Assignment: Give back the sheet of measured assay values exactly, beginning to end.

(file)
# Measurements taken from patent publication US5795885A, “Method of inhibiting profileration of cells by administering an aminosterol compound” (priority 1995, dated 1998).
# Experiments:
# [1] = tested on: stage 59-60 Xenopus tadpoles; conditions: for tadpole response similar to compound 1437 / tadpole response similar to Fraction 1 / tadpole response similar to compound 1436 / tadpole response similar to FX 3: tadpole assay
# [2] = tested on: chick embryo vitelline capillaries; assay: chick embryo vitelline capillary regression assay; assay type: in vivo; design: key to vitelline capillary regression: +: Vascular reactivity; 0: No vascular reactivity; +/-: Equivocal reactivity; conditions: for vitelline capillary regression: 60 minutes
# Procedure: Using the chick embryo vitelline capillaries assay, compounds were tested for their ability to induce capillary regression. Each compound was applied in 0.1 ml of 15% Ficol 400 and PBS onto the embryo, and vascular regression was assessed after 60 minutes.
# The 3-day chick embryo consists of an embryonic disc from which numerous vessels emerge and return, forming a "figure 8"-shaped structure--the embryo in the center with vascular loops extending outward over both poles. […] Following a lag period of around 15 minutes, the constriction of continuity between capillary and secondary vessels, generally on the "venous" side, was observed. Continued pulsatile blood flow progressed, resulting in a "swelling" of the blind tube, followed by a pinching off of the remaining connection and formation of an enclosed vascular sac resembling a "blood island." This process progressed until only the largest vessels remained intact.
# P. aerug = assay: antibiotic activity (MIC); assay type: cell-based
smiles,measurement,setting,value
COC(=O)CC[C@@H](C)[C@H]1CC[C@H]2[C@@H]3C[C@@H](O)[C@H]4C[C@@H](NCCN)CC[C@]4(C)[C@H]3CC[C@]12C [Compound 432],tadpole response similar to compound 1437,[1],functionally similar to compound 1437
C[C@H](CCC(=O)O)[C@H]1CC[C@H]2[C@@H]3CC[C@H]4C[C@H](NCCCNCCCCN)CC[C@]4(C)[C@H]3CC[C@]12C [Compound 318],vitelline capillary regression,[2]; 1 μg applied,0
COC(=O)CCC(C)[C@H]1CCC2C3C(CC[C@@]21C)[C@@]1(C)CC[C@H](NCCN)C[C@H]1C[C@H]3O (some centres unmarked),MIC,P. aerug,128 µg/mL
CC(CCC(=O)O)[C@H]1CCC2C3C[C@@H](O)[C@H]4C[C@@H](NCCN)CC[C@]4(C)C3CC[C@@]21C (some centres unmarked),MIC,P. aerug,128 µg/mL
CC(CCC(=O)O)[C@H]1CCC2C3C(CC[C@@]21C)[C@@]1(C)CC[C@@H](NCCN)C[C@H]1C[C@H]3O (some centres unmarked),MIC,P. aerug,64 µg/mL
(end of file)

# Measurements taken from patent publication US5795885A, “Method of inhibiting profileration of cells by administering an aminosterol compound” (priority 1995, dated 1998).
# Experiments:
# [1] = tested on: stage 59-60 Xenopus tadpoles; conditions: for tadpole response similar to compound 1437 / tadpole response similar to Fraction 1 / tadpole response similar to compound 1436 / tadpole response similar to FX 3: tadpole assay
# [2] = tested on: chick embryo vitelline capillaries; assay: chick embryo vitelline capillary regression assay; assay type: in vivo; design: key to vitelline capillary regression: +: Vascular reactivity; 0: No vascular reactivity; +/-: Equivocal reactivity; conditions: for vitelline capillary regression: 60 minutes
# Procedure: Using the chick embryo vitelline capillaries assay, compounds were tested for their ability to induce capillary regression. Each compound was applied in 0.1 ml of 15% Ficol 400 and PBS onto the embryo, and vascular regression was assessed after 60 minutes.
# The 3-day chick embryo consists of an embryonic disc from which numerous vessels emerge and return, forming a "figure 8"-shaped structure--the embryo in the center with vascular loops extending outward over both poles. […] Following a lag period of around 15 minutes, the constriction of continuity between capillary and secondary vessels, generally on the "venous" side, was observed. Continued pulsatile blood flow progressed, resulting in a "swelling" of the blind tube, followed by a pinching off of the remaining connection and formation of an enclosed vascular sac resembling a "blood island." This process progressed until only the largest vessels remained intact.
# P. aerug = assay: antibiotic activity (MIC); assay type: cell-based
smiles,measurement,setting,value
COC(=O)CC[C@@H](C)[C@H]1CC[C@H]2[C@@H]3C[C@@H](O)[C@H]4C[C@@H](NCCN)CC[C@]4(C)[C@H]3CC[C@]12C [Compound 432],tadpole response similar to compound 1437,[1],functionally similar to compound 1437
C[C@H](CCC(=O)O)[C@H]1CC[C@H]2[C@@H]3CC[C@H]4C[C@H](NCCCNCCCCN)CC[C@]4(C)[C@H]3CC[C@]12C [Compound 318],vitelline capillary regression,[2]; 1 μg applied,0
COC(=O)CCC(C)[C@H]1CCC2C3C(CC[C@@]21C)[C@@]1(C)CC[C@H](NCCN)C[C@H]1C[C@H]3O (some centres unmarked),MIC,P. aerug,128 µg/mL
CC(CCC(=O)O)[C@H]1CCC2C3C[C@@H](O)[C@H]4C[C@@H](NCCN)CC[C@]4(C)C3CC[C@@]21C (some centres unmarked),MIC,P. aerug,128 µg/mL
CC(CCC(=O)O)[C@H]1CCC2C3C(CC[C@@]21C)[C@@]1(C)CC[C@@H](NCCN)C[C@H]1C[C@H]3O (some centres unmarked),MIC,P. aerug,64 µg/mL